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No. 1-53.

Nullius addictus jurare in verba magistri,

Quo me cunque rapit tempestas, deferor hospes.-HOR.





UPWARDS of thirty-seven years were elapsed since the discontinuance of the GUARDIAN, when SAMUEL JOHNSON-equally able to dare and to achieve-ventured into the track of our great Essayists, confident in his individual immensity, and nothing dismayed that it was beaten ground. The long intermediate lapse had been unrelieved but by momentary flashes of genius, which, like MILTON's light, that only served to discover the darkness, sent forth its occasional glimmerings over the mass of abortive periodicity. AMBROSE PHILIPS in the 'Freethinker,' and CHESTERFIELD and LYTTLETON in Common Sense;' AMHURST, BOLINGBROKE, and the PULTENEYS, in the 'Craftsman,' and FIELDING and RALPH in the Champion' and the True Patriot,' shone out at times through the hazy hemisphere, with a desultory and interrupted brilliance. But by far the greater portion of this interval was marked by the miscarriages of dulness, and the personalities of party writers. Impostors in literature, and pretenders to patriotism and religion, had usurped the double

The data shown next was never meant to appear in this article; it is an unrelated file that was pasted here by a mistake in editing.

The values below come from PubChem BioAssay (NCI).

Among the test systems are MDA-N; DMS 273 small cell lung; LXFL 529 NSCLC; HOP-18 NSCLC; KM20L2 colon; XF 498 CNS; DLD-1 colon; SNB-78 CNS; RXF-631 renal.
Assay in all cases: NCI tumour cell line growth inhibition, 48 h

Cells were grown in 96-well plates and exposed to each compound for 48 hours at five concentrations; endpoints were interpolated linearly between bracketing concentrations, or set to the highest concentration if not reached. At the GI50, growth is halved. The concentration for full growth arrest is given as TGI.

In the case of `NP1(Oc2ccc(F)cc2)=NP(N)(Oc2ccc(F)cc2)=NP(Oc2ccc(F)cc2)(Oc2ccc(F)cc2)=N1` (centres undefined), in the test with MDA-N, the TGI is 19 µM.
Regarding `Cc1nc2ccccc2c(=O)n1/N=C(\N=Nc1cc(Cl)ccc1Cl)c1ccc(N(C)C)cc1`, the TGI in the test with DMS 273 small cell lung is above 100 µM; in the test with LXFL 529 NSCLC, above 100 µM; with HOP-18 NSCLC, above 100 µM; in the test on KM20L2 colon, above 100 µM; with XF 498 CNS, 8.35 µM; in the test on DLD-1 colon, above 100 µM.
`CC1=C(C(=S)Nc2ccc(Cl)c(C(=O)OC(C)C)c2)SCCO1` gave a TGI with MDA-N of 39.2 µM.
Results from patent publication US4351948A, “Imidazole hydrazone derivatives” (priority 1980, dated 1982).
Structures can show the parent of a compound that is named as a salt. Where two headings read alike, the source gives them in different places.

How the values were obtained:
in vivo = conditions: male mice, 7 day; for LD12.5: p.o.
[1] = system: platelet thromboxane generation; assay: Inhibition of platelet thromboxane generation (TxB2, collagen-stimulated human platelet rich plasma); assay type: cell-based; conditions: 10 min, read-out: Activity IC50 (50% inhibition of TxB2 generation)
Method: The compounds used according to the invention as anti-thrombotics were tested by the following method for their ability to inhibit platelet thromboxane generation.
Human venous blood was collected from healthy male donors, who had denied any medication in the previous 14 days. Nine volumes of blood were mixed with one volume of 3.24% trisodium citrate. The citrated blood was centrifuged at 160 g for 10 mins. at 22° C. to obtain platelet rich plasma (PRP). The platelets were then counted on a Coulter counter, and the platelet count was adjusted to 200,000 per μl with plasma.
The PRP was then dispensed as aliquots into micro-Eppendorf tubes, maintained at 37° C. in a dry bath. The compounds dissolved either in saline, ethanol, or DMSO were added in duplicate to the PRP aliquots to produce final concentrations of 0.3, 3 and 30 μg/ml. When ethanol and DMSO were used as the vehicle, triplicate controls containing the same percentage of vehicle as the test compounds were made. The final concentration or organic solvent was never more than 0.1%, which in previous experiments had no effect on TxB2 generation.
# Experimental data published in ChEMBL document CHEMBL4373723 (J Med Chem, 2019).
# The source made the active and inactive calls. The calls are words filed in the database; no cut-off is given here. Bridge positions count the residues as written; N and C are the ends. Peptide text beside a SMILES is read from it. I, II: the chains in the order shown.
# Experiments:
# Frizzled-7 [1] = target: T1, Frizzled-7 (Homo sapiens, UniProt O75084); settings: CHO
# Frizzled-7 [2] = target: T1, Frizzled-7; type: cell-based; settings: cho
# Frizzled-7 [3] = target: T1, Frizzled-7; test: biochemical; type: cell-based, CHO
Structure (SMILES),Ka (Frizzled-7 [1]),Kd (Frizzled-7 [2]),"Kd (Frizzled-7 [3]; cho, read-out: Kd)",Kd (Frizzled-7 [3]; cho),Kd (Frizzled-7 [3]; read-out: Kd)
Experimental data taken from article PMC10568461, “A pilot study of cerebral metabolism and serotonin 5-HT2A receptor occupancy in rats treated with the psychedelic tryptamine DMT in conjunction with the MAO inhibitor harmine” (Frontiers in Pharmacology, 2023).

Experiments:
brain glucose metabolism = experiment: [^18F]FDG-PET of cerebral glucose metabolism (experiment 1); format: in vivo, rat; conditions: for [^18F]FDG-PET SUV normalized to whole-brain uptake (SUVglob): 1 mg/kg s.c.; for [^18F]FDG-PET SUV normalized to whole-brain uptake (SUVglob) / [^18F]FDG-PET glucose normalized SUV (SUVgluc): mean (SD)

empire of politics and of letters; on all sides were to be seen rabid scribblers, worthy of the Dunciad that some encountered; and the air was either thickened into a Baotian consistency, or poisoned with the exhalations of malevolence.

When, therefore, a paper so manifestly superior to all its contemporaries, as was the RAMBLER, appeared before the public, with that blended modesty and confidence which ever accompanies true talent, its advent was instantaneously perceived, and its merit universally acknowledged. Yet the general gravity of its discussions, so foreign to the frivolities which had again supervened in society, and had grown up as it were, like weeds, over the graves of STEELE and ADDISON, and an air of reprehending seriousness that too seldom condescended to be gay, occasioned it to make its way tardily into circulation, notwithstanding its uncontested excellence. The periodical sale was so inconsiderable, as seldom to exceed five hundred, and it was only upon its being collected into volumes, that any thing like an indemnity for the expenses of publication accrued to the spirited proprietor of the RAMBLER. But as it became more justly appreciated, it grew into a more extensive request; and the author lived to see ten large impressions disappear successively from the shops, and his work still enhancing in demand.

The first RAMBLER appeared on Tuesday, the 20th of March, 1750; and they

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